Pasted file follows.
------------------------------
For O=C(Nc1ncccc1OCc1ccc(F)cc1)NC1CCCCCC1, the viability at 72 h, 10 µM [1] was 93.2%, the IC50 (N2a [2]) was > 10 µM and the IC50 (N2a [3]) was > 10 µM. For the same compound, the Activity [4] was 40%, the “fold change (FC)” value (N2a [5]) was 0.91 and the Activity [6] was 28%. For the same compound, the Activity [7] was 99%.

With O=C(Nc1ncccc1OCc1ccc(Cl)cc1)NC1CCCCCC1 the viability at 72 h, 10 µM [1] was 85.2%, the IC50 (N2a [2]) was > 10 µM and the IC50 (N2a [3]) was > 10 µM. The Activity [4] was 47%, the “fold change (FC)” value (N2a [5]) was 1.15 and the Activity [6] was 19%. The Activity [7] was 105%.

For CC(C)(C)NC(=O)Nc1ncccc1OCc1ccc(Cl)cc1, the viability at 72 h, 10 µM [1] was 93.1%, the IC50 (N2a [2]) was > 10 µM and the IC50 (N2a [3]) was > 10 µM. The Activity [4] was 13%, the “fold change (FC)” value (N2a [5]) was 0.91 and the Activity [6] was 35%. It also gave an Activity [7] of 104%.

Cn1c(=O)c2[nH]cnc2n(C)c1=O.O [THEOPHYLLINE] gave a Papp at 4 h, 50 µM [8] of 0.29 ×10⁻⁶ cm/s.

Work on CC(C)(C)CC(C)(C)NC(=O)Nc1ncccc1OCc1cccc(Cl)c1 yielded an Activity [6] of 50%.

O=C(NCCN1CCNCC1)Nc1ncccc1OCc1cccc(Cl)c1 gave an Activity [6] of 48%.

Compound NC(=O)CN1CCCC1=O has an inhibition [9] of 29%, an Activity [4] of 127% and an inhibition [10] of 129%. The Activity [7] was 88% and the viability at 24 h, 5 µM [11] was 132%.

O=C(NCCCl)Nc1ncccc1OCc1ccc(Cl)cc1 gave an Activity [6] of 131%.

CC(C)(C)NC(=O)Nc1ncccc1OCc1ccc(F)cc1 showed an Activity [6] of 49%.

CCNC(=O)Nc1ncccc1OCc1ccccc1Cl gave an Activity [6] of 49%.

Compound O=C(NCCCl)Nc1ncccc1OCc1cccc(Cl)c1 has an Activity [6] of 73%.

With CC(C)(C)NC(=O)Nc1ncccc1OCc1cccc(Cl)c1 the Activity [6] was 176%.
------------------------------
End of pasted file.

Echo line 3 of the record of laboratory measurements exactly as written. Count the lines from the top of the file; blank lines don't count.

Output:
For CC(C)(C)NC(=O)Nc1ncccc1OCc1ccc(Cl)cc1, the viability at 72 h, 10 µM [1] was 93.1%, the IC50 (N2a [2]) was > 10 µM and the IC50 (N2a [3]) was > 10 µM. The Activity [4] was 13%, the “fold change (FC)” value (N2a [5]) was 0.91 and the Activity [6] was 35%. It also gave an Activity [7] of 104%.